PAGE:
Sep 072015

The Ritual Aura-Laniakea


(In this post Austin Weber reviews the new album by The Ritual Aura from Perth, Australia.)

In the past few months here at NCS we’ve had the honor of premiering two songs by The Ritual Aura from their newly released record Laniakea. Both songs (featured here and here) showed off a wide range of technical death metal influences and differing songwriting styles. The diversity of both “Time Lost Utopia” and “Erased In The Purge” is no fluke, as the rest of the Laniakea is just as varied and dense musically. To my ears, their colliding mass of many different tech-death influences sounds similar to Decrepit Birth-style progressive melodic death metal mixed with The Faceless, Beyond Creation, and Necrophagist. It’s very pissed off, yet frequently abounding in gorgeous melodies and spidery slithering riffs amidst sci-fi key/synth flourishes and interludes that help lend a sense of balance and space-like texture to their music.

While I know not everyone is into records having intro and outro tracks, at least the ones present on Laniakea are both barely over a minute while consisting mainly of pleasant piano playing. The album features two instrumental songs as well, “Nebulous Opus Pt I.” and “Nebulous Opus Pt. II”, with the latter being a very intense and complicated track in line with the rest of their music except sans vocals.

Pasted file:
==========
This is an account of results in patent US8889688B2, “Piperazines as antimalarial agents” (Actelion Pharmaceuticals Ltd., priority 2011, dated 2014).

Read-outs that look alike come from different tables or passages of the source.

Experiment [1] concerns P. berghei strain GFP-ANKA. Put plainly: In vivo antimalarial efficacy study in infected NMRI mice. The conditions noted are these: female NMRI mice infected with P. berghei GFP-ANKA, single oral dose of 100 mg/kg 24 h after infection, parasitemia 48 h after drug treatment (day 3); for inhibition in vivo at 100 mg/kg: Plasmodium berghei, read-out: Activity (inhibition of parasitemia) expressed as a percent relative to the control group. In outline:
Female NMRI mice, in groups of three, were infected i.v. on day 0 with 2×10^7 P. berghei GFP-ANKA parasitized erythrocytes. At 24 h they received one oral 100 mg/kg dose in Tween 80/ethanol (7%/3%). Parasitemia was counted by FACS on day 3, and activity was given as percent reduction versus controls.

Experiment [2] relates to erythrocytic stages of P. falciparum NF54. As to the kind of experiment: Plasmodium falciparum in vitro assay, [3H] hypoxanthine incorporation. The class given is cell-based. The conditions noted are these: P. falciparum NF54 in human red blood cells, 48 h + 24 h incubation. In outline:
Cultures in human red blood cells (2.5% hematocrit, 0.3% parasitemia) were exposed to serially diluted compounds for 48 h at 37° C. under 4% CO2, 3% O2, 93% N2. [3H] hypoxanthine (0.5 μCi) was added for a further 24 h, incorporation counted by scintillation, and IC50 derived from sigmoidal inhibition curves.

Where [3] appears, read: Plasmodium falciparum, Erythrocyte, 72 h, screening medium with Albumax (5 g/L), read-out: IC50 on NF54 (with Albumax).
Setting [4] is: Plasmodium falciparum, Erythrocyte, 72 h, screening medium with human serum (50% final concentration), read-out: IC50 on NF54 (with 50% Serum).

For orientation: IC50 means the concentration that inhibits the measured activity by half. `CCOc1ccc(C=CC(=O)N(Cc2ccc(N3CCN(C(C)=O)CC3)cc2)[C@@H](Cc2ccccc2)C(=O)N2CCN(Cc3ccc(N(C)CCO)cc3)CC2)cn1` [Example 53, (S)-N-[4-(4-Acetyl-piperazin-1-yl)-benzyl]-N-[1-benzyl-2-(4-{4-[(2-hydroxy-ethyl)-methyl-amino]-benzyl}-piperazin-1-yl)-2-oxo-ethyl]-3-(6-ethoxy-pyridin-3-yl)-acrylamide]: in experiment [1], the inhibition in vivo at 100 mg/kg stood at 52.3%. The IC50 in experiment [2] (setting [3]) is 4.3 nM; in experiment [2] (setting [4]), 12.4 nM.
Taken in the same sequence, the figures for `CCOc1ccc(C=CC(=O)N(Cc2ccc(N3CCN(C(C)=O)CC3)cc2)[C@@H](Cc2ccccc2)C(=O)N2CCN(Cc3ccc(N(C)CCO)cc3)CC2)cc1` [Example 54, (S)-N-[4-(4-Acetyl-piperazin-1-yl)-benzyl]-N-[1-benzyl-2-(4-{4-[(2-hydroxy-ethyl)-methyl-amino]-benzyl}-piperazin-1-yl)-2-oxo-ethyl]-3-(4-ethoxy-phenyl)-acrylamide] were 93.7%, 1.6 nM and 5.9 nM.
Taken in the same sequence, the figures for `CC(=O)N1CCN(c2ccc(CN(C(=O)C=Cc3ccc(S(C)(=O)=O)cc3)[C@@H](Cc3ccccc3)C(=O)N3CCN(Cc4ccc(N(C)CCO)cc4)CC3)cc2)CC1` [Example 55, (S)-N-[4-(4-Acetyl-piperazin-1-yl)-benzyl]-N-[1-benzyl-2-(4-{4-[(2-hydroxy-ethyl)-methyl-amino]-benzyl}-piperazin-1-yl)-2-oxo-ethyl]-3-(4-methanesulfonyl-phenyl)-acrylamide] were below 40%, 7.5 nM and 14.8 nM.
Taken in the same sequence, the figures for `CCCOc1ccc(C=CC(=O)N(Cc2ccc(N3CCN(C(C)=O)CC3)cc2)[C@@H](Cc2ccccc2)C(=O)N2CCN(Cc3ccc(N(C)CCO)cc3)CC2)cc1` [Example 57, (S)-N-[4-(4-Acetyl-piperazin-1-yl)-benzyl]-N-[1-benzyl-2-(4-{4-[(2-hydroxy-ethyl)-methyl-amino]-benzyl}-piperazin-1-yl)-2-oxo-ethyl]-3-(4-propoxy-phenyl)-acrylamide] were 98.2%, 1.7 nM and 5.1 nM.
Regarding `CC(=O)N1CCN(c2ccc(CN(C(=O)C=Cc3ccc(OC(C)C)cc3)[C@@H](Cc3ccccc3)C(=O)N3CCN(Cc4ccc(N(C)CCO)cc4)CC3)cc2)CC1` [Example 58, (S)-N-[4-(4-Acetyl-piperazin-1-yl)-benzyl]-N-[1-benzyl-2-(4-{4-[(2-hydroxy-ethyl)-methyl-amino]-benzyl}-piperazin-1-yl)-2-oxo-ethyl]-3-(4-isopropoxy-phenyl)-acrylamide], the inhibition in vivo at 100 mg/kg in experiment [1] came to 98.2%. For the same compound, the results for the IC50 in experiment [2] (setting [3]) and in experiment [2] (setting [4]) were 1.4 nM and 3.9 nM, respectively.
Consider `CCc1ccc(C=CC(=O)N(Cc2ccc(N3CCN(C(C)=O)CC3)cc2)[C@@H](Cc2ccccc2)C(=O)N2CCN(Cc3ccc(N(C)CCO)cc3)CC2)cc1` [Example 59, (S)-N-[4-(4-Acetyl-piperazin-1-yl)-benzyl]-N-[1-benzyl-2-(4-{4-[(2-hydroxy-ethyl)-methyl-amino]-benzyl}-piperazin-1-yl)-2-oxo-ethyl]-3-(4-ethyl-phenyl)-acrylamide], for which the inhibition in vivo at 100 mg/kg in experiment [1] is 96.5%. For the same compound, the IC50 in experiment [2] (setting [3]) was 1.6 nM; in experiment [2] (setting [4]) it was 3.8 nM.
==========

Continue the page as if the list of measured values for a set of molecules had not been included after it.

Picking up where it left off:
The Ritual Aura 2015



With all of that aside, the album also includes a surprising amount of mind-melting musical ideas, creative and frenetic guitar playing, outstanding 8-string tapping, focused NS/Stick bass playing, demolishing intense drumming, and ravenous growls and shrieks layered over top like a rotten cherry. Also of important note is the album’s super-lean run time, clocking in at just under 26 minutes.

Much like this year’s equally excellent record by Continuum called The Hypothesis, Laniakea’s brevity is for the best. No song hits the five-minute mark, and only a few tracks revolve around verse-chorus-verse and heavy-repetition-focused song structures. This allows The Ritual Aura to hit you with full-force, but in a manner more like a surgical strike than an extended war campaign where you are often left exhausted or dead before it ends. Music this extreme and demanding works best in short, compact allotments. Some may disagree with me, but this is precisely why I think Origin and bands of their ilk are at their best when they deliver shorter songs, as opposed to Antithesis, which was brilliant, but too much to listen to front-to-back over and over.

The Ritual Aura have definitely caught my attention and admiration with Laniakea, and although it’s not perfect, its damn interesting music and one hell of a debut statement as a band. I’m all but sure you’ll find a lot to love here on each track — a lot of different ideas are cycling in and out at all times. Definitely a record that I’m already unable to stop replaying over and over. Give it a spin and buy it if you like it.


  One Response to “THE RITUAL AURA: “LANIAKEA””

  1. This is really, really, really good! 😀

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